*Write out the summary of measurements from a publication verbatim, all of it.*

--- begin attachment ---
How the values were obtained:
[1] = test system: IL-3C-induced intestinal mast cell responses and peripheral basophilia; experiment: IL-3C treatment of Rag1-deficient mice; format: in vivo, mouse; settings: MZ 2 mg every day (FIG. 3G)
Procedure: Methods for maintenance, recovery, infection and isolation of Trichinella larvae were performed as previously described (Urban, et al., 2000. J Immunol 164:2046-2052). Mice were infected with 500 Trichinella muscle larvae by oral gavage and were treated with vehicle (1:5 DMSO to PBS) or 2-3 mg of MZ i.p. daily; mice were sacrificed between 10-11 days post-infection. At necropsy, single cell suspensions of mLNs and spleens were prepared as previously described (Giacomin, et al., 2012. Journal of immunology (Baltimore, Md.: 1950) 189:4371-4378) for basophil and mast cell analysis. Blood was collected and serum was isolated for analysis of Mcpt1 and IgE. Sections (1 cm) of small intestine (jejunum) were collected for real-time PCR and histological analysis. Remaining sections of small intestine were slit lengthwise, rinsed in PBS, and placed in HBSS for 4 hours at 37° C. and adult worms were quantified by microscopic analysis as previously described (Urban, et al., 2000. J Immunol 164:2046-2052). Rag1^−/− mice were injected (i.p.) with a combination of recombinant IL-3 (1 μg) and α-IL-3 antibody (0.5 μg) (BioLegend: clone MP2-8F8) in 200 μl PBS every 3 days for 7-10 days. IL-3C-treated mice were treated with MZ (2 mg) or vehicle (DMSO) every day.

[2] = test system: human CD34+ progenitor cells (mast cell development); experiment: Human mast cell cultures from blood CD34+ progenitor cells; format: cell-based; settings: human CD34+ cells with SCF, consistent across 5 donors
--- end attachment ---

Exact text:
How the values were obtained:
[1] = test system: IL-3C-induced intestinal mast cell responses and peripheral basophilia; experiment: IL-3C treatment of Rag1-deficient mice; format: in vivo, mouse; settings: MZ 2 mg every day (FIG. 3G)
Procedure: Methods for maintenance, recovery, infection and isolation of Trichinella larvae were performed as previously described (Urban, et al., 2000. J Immunol 164:2046-2052). Mice were infected with 500 Trichinella muscle larvae by oral gavage and were treated with vehicle (1:5 DMSO to PBS) or 2-3 mg of MZ i.p. daily; mice were sacrificed between 10-11 days post-infection. At necropsy, single cell suspensions of mLNs and spleens were prepared as previously described (Giacomin, et al., 2012. Journal of immunology (Baltimore, Md.: 1950) 189:4371-4378) for basophil and mast cell analysis. Blood was collected and serum was isolated for analysis of Mcpt1 and IgE. Sections (1 cm) of small intestine (jejunum) were collected for real-time PCR and histological analysis. Remaining sections of small intestine were slit lengthwise, rinsed in PBS, and placed in HBSS for 4 hours at 37° C. and adult worms were quantified by microscopic analysis as previously described (Urban, et al., 2000. J Immunol 164:2046-2052). Rag1^−/− mice were injected (i.p.) with a combination of recombinant IL-3 (1 μg) and α-IL-3 antibody (0.5 μg) (BioLegend: clone MP2-8F8) in 200 μl PBS every 3 days for 7-10 days. IL-3C-treated mice were treated with MZ (2 mg) or vehicle (DMSO) every day.

[2] = test system: human CD34+ progenitor cells (mast cell development); experiment: Human mast cell cultures from blood CD34+ progenitor cells; format: cell-based; settings: human CD34+ cells with SCF, consistent across 5 donors